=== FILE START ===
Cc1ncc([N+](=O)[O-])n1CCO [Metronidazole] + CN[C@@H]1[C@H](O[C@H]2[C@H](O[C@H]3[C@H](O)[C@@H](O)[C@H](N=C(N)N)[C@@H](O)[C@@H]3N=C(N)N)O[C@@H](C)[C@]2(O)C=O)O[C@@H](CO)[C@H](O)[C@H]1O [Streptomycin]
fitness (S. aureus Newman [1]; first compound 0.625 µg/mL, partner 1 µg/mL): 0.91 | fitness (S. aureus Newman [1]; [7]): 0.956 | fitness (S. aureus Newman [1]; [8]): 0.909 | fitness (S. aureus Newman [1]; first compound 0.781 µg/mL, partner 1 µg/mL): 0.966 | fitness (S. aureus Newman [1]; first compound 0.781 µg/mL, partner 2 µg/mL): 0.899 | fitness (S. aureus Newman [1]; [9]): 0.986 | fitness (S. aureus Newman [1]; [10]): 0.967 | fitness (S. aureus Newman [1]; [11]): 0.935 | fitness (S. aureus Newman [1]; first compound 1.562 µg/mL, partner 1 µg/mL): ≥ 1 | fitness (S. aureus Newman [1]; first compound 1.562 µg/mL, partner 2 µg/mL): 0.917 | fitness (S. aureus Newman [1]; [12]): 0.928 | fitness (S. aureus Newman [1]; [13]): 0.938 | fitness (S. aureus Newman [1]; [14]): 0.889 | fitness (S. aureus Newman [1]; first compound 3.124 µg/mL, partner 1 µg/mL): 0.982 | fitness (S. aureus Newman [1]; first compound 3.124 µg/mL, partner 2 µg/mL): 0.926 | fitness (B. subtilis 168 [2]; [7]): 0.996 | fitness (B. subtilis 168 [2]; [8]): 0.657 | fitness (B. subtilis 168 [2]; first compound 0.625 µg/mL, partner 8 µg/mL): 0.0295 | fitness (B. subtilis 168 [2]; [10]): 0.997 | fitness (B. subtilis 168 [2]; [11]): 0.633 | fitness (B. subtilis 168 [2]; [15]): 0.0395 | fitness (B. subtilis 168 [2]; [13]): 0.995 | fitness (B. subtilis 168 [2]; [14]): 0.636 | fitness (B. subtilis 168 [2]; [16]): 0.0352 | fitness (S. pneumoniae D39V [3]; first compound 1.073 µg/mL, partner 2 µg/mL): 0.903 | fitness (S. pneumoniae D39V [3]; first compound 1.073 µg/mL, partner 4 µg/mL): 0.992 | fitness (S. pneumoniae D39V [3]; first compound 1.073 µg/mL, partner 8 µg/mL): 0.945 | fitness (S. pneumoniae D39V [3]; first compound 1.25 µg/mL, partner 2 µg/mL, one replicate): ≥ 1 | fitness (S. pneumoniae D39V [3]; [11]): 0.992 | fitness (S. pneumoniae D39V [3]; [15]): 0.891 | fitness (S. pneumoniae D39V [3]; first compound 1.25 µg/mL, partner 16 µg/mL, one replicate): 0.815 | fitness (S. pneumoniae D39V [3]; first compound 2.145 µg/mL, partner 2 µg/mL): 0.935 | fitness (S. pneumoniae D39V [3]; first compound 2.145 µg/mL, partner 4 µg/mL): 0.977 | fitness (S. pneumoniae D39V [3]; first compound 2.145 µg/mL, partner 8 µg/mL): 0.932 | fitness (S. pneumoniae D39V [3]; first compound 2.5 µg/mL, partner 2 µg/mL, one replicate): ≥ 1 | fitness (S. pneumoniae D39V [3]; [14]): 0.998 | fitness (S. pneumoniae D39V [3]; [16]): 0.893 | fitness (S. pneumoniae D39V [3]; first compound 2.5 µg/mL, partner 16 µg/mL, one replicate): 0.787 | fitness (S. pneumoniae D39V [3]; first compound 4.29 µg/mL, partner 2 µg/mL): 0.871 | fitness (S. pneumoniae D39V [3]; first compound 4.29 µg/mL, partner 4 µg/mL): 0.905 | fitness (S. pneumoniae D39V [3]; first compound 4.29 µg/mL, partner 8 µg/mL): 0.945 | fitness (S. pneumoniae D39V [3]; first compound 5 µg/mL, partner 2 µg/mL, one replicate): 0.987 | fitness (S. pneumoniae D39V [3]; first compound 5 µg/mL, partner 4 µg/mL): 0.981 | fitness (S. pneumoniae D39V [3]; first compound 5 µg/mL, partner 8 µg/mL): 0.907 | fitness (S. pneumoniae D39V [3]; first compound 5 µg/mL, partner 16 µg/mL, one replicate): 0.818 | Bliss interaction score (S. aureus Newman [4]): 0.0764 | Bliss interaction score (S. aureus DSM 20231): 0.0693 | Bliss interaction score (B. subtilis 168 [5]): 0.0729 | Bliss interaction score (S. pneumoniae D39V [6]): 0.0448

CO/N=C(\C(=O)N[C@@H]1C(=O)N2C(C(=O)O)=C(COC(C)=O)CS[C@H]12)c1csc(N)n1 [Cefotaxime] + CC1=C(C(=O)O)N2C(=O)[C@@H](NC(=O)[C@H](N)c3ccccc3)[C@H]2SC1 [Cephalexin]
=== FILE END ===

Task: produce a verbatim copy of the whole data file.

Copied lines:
Cc1ncc([N+](=O)[O-])n1CCO [Metronidazole] + CN[C@@H]1[C@H](O[C@H]2[C@H](O[C@H]3[C@H](O)[C@@H](O)[C@H](N=C(N)N)[C@@H](O)[C@@H]3N=C(N)N)O[C@@H](C)[C@]2(O)C=O)O[C@@H](CO)[C@H](O)[C@H]1O [Streptomycin]
fitness (S. aureus Newman [1]; first compound 0.625 µg/mL, partner 1 µg/mL): 0.91 | fitness (S. aureus Newman [1]; [7]): 0.956 | fitness (S. aureus Newman [1]; [8]): 0.909 | fitness (S. aureus Newman [1]; first compound 0.781 µg/mL, partner 1 µg/mL): 0.966 | fitness (S. aureus Newman [1]; first compound 0.781 µg/mL, partner 2 µg/mL): 0.899 | fitness (S. aureus Newman [1]; [9]): 0.986 | fitness (S. aureus Newman [1]; [10]): 0.967 | fitness (S. aureus Newman [1]; [11]): 0.935 | fitness (S. aureus Newman [1]; first compound 1.562 µg/mL, partner 1 µg/mL): ≥ 1 | fitness (S. aureus Newman [1]; first compound 1.562 µg/mL, partner 2 µg/mL): 0.917 | fitness (S. aureus Newman [1]; [12]): 0.928 | fitness (S. aureus Newman [1]; [13]): 0.938 | fitness (S. aureus Newman [1]; [14]): 0.889 | fitness (S. aureus Newman [1]; first compound 3.124 µg/mL, partner 1 µg/mL): 0.982 | fitness (S. aureus Newman [1]; first compound 3.124 µg/mL, partner 2 µg/mL): 0.926 | fitness (B. subtilis 168 [2]; [7]): 0.996 | fitness (B. subtilis 168 [2]; [8]): 0.657 | fitness (B. subtilis 168 [2]; first compound 0.625 µg/mL, partner 8 µg/mL): 0.0295 | fitness (B. subtilis 168 [2]; [10]): 0.997 | fitness (B. subtilis 168 [2]; [11]): 0.633 | fitness (B. subtilis 168 [2]; [15]): 0.0395 | fitness (B. subtilis 168 [2]; [13]): 0.995 | fitness (B. subtilis 168 [2]; [14]): 0.636 | fitness (B. subtilis 168 [2]; [16]): 0.0352 | fitness (S. pneumoniae D39V [3]; first compound 1.073 µg/mL, partner 2 µg/mL): 0.903 | fitness (S. pneumoniae D39V [3]; first compound 1.073 µg/mL, partner 4 µg/mL): 0.992 | fitness (S. pneumoniae D39V [3]; first compound 1.073 µg/mL, partner 8 µg/mL): 0.945 | fitness (S. pneumoniae D39V [3]; first compound 1.25 µg/mL, partner 2 µg/mL, one replicate): ≥ 1 | fitness (S. pneumoniae D39V [3]; [11]): 0.992 | fitness (S. pneumoniae D39V [3]; [15]): 0.891 | fitness (S. pneumoniae D39V [3]; first compound 1.25 µg/mL, partner 16 µg/mL, one replicate): 0.815 | fitness (S. pneumoniae D39V [3]; first compound 2.145 µg/mL, partner 2 µg/mL): 0.935 | fitness (S. pneumoniae D39V [3]; first compound 2.145 µg/mL, partner 4 µg/mL): 0.977 | fitness (S. pneumoniae D39V [3]; first compound 2.145 µg/mL, partner 8 µg/mL): 0.932 | fitness (S. pneumoniae D39V [3]; first compound 2.5 µg/mL, partner 2 µg/mL, one replicate): ≥ 1 | fitness (S. pneumoniae D39V [3]; [14]): 0.998 | fitness (S. pneumoniae D39V [3]; [16]): 0.893 | fitness (S. pneumoniae D39V [3]; first compound 2.5 µg/mL, partner 16 µg/mL, one replicate): 0.787 | fitness (S. pneumoniae D39V [3]; first compound 4.29 µg/mL, partner 2 µg/mL): 0.871 | fitness (S. pneumoniae D39V [3]; first compound 4.29 µg/mL, partner 4 µg/mL): 0.905 | fitness (S. pneumoniae D39V [3]; first compound 4.29 µg/mL, partner 8 µg/mL): 0.945 | fitness (S. pneumoniae D39V [3]; first compound 5 µg/mL, partner 2 µg/mL, one replicate): 0.987 | fitness (S. pneumoniae D39V [3]; first compound 5 µg/mL, partner 4 µg/mL): 0.981 | fitness (S. pneumoniae D39V [3]; first compound 5 µg/mL, partner 8 µg/mL): 0.907 | fitness (S. pneumoniae D39V [3]; first compound 5 µg/mL, partner 16 µg/mL, one replicate): 0.818 | Bliss interaction score (S. aureus Newman [4]): 0.0764 | Bliss interaction score (S. aureus DSM 20231): 0.0693 | Bliss interaction score (B. subtilis 168 [5]): 0.0729 | Bliss interaction score (S. pneumoniae D39V [6]): 0.0448

CO/N=C(\C(=O)N[C@@H]1C(=O)N2C(C(=O)O)=C(COC(C)=O)CS[C@H]12)c1csc(N)n1 [Cefotaxime] + CC1=C(C(=O)O)N2C(=O)[C@@H](NC(=O)[C@H](N)c3ccccc3)[C@H]2SC1 [Cephalexin]